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I am using the .NET Framework classes to get the IP addresses for my machine.

Dns.GetHostAddresses(Dns.GetHostName())

I have a VirtualBox adapter which has both an IPv4 and IPv6 address. Using the .NET code I am getting the IPv6 address as fe80::71a3:2b00:ddd3:753f%16

Notice the %16 at the end?

However, if I query the same using WMI, I am getting the address as 'fe80::71a3:2b00:ddd3:753f'

So, does the %16 have any special significance?

Edit:

I just had some more observations about this. And they match pretty well with what Stephen Jennings said in his answer.

I installed Vmware to see what IPv6 address it issued. The addresses were : fe80::3dd0:7f8e:57b7:34d5%19

fe80::b059:65f4:e877:c40%20

Clearly, the numbers after % are not some hex representation. I checked all the properties available for a network adapter using Wmi and found that the numbers are exactly same as the InterfaceIndex property of each network adapter. As per MSDN, it uniquely identifies each network adapter and this property was introduced in Vista.

What still confused me was why would the IPAddress class allow you to create an ip address in that format unless it was valid. The answer was provided by Stephen. The number is the scope id. IPAddress has a constructor that accepts the address AND a scope id.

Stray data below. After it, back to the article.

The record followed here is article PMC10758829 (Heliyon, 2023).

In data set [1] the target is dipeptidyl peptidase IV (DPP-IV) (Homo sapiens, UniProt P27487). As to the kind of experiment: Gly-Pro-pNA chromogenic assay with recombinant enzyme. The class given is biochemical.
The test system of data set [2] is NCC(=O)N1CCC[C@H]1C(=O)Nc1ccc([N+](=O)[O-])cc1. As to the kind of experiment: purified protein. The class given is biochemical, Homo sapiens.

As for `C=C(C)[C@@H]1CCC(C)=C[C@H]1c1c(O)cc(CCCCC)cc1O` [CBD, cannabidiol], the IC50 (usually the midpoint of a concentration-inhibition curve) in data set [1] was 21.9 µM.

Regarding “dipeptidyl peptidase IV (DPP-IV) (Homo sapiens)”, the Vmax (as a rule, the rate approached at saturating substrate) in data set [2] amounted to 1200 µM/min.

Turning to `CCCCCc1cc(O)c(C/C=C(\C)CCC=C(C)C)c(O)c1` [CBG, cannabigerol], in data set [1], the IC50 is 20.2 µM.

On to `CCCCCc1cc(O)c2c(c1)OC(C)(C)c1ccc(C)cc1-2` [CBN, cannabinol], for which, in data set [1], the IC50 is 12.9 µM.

Oh, and all these three network adapters were link local. Confirmed it via ipconfig

Cool. That was interesting!!

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I had no idea what it was either before you asked. I learned something neat about IPv6 today too (what nerds we are). –  Stephen Jennings Jan 23 '10 at 23:12
    
@Stephen, so have you worked with ipv6 before? I was surpised at quickly you nailed it. I had googled for quite some time before posting the question here. Nice work! –  Amith George Jan 23 '10 at 23:24
    
Searching "ipv6 address percent" got me the name I needed, and from there searching around and trying to make sense of the confusing technical documentation took the most time. I get what IPv6 is trying to accomplish, but there are a lot of new concepts it has that I haven't gotten around to researching and understanding. This was one, and nothing gives you a better understanding than trying to explain to someone else. –  Stephen Jennings Jan 23 '10 at 23:43
    
An alternative notation might be fe80:10 (the 0x0010 being 16). I use that in my browser when working with link-local IPv6 addresses, but I am not 100% sure this is according to the standards. (Using the percent in URLs is messy in browsers; in fact I could not get that to work at all.) –  Arjan Feb 6 '11 at 17:49

2 Answers 2

up vote 48 down vote accepted

The number after the '%' is the scope ID.

IPv6 defines at least three reachability scopes for addresses:

  1. Globally addressable. This is an IPv6 address given to you by your ISP. It is available to use on the public Internet.

  2. Link-local. This is similar to the 169.254.X.X range. It is an address that a computer assigns itself in order to facilitate local communications. These addresses don't get routed around on the public Internet because they're not globally unique.

  3. Node-local. This is an address that identifies the local interface, similar to 127.0.0.1. Basically, this is the address ::1.